Honda CD200 Benly – Adventures of a Puncture Repair Man

A highly amusing tale as recounted by our newest guest writer Mark Truther Hardy:

After a short unsuccessful time with a Suzuki X5, which involved teenage tuning attempts and broken cranks. A mate offered me a tidy Honda CD200 Benly

Even a Honda is Better Than no Bike!

” Er thanks …but I can’t afford it!”  was my initial response to him.

I was skint after the X5 fun and games and geez it’s a poxy Honda 200 thought I. But then my mate said:

“£10 a week?”

Ok I have no wheels and this is all I can afford: Oh God, I found myself agreeing to buy the Honda. Keys handed over and logbook sorted I took my first ride: Bouncy, soft suspension, crap spongy drum front brake and flat out at 70 ish mph.

Man, machine (and topbox) in perfect harmony

Better Than I Thought

However, it was actually nice to ride! If I avoided looking down the twin cylinder engine sounded like a small Triumph. To my 17-year-old head at least. This made me feel better about my purchase. Summer was here and a week off work booked so why not go for a long ride on the bike with my girlfriend? The bike was quickly way overloaded with a tent, clothes, boom box (remember those?), etc.

We set off and the soft suspension was now virtually on the bump stops. However so long as I did nothing silly like take a corner, it was ok. Only the occasional weave to contend with. The bike was pointed towards South Wales with a plan of riding along the coast and then back to the Midlands after reaching sunny Rhyl.

Weebles Wobble!

As we crossed over the Severn Bridge, I noticed even light winds gave us a wobble. The resultant weave made me grip the bars with terror! This wasn’t helped by my fear of heights! But once across all was well and the throttle wound to the stop; 70mph towards Cardiff.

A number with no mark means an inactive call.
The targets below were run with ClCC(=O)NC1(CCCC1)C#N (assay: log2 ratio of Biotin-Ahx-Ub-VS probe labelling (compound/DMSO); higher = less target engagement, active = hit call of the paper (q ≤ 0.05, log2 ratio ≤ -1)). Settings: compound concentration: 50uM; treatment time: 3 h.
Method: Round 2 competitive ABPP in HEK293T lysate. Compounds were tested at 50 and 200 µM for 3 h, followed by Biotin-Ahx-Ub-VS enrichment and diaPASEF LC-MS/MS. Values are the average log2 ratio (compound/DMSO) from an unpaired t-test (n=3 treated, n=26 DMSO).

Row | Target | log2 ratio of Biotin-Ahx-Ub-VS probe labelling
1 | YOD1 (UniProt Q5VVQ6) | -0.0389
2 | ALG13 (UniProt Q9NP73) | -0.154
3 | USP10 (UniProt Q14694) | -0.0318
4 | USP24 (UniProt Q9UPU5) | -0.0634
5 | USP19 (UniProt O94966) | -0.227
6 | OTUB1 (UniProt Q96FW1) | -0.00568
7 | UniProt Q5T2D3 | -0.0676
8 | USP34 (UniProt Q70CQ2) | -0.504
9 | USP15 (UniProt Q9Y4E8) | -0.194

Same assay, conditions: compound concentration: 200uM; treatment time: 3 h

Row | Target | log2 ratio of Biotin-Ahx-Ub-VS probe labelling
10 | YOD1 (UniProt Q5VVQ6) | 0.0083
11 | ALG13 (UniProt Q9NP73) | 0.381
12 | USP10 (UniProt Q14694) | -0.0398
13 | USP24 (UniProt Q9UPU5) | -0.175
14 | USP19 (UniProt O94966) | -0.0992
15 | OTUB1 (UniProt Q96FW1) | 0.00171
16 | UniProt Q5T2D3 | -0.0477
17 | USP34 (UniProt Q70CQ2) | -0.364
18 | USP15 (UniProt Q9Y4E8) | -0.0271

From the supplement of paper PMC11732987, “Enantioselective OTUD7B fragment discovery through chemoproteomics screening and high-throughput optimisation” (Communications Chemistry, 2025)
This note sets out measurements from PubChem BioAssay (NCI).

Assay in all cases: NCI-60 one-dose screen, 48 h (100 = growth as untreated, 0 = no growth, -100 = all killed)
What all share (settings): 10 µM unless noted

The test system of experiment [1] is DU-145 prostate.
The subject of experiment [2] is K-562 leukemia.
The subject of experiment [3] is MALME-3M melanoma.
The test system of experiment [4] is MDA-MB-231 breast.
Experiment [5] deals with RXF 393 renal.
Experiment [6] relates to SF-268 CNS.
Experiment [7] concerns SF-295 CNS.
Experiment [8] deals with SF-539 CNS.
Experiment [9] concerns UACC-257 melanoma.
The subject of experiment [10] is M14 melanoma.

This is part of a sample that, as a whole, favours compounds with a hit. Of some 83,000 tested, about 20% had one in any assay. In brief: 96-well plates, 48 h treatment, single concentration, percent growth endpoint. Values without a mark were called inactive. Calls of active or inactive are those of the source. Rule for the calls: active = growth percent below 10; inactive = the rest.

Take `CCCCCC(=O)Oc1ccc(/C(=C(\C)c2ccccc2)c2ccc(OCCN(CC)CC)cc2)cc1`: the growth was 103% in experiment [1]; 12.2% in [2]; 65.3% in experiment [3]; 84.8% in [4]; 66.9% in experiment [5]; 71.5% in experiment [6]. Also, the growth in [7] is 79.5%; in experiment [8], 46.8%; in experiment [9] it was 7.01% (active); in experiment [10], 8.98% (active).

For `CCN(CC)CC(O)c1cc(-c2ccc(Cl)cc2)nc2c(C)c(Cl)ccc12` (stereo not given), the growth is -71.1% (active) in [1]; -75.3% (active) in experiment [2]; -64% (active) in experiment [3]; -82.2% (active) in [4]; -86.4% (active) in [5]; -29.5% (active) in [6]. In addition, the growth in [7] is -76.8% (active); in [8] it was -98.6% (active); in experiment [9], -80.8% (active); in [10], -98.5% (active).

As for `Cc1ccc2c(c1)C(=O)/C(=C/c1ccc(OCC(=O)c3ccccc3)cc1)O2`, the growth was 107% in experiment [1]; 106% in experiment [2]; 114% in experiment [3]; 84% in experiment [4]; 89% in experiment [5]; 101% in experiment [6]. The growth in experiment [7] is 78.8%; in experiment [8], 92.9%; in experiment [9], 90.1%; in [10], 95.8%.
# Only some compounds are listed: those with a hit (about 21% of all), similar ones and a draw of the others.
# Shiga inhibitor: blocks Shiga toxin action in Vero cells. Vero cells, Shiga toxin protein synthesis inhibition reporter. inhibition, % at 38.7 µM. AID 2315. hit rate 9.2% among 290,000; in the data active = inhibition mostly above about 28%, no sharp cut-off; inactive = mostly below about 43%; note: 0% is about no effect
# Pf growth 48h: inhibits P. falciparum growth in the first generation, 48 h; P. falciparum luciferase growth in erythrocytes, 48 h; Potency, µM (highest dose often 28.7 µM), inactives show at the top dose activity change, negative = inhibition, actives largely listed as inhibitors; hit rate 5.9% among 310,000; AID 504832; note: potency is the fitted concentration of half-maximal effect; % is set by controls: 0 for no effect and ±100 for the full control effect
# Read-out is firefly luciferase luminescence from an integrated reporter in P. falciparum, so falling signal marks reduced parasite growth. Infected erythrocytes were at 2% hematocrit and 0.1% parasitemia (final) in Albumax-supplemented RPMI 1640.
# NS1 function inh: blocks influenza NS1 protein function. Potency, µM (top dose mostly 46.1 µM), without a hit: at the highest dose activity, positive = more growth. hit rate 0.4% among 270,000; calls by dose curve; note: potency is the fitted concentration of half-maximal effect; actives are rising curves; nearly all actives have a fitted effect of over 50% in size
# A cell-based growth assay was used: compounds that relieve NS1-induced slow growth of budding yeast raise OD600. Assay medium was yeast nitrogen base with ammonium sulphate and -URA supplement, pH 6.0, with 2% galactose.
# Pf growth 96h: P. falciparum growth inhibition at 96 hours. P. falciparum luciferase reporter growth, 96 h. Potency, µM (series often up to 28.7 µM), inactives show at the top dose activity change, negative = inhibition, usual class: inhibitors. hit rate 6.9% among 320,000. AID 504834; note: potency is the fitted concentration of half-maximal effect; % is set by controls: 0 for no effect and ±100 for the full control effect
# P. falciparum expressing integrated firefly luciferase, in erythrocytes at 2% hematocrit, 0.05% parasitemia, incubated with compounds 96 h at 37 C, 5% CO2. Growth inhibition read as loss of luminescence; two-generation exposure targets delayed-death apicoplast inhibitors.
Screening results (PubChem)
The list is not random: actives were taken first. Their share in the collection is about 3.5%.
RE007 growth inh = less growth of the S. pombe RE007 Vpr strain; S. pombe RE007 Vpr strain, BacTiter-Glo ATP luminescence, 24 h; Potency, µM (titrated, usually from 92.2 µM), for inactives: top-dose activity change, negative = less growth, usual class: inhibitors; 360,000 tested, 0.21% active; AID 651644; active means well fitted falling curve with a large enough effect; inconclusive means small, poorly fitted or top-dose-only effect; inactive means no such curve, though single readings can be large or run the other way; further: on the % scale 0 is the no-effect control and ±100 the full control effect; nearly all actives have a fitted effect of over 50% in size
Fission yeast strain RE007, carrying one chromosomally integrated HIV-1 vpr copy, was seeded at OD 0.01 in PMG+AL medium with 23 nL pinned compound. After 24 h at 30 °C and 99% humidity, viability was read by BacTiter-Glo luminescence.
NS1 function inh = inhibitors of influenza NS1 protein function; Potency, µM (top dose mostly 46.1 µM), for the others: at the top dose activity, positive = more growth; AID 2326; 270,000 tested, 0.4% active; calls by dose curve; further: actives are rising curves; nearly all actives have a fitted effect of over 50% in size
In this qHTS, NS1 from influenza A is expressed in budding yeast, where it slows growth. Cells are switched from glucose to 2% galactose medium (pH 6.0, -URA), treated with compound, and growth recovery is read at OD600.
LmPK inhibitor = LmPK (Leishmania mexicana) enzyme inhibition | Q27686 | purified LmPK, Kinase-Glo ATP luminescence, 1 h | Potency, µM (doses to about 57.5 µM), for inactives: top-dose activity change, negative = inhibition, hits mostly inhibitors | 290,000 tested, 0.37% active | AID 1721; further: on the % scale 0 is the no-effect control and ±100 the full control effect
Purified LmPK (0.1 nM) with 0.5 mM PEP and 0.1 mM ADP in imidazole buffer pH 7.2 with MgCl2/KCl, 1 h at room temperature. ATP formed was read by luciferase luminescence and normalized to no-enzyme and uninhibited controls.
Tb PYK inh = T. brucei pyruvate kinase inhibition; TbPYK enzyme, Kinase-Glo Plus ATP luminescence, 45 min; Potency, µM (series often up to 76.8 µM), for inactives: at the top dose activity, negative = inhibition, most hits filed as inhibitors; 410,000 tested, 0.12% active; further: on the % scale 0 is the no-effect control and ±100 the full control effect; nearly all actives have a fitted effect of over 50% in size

However, the weave came back and got worse, much worse. My pillion was gripping me hard knowing something wasn’t right. Slowing down and pulling over to a wobbling halt on the hard shoulder I now see a flat rear tyre. Rats! But thinking ahead I’d bought tyre foam! Once I had managed to get at least some of it in the tyre (and the rest of it over the wheel), we set off at 50mph as per instructions on the tin. All was well at first: For about five miles: Then BANG! Instant flat tyre and the overloaded bike went across all three lanes of the carriageway! Cars braking, horns blasting and the girlfriend screaming from the pillion.

We Survived and a Stranger to the Rescue!

Somehow, we crossed back to the hard shoulder avoiding cars. Whilst stopping I saw a car trying to drive with the contents of my rear tyre across his windscreen! We got off the bike and stood there shaking looking at the bike: The whole back end was covered in tyre weld. Immediately I began to wonder what the hell to next. I had no breakdown cover and this was long before the dawn of the mobile phone. Shit!! Then from nowhere a guy with an old estate car pulls over and we explain what happened. Then he pronounced in a strong Welsh accent

“Well, we best get it in the car then ”

I removed the petrol tank and then this allowed us to man-handle the CD into the back of his estate car. What a top guy! This really amazing chap took us all the way to Swansea to a relation of my girlfriend. After stopping there over-night, we took a bus into Swansea to find a bike shop and get a tube and a puncture repair kit. This done and bike repaired we went off to continue our tour.


The ride went well until an hour or so later I had puncture #2! Ah feck! This time I was lost down a country lane and nobody was around. I suggested that we walk to village and sort it out there. Many years on I can’t remember the logic of that but I’m sure a 17 year old could explain it…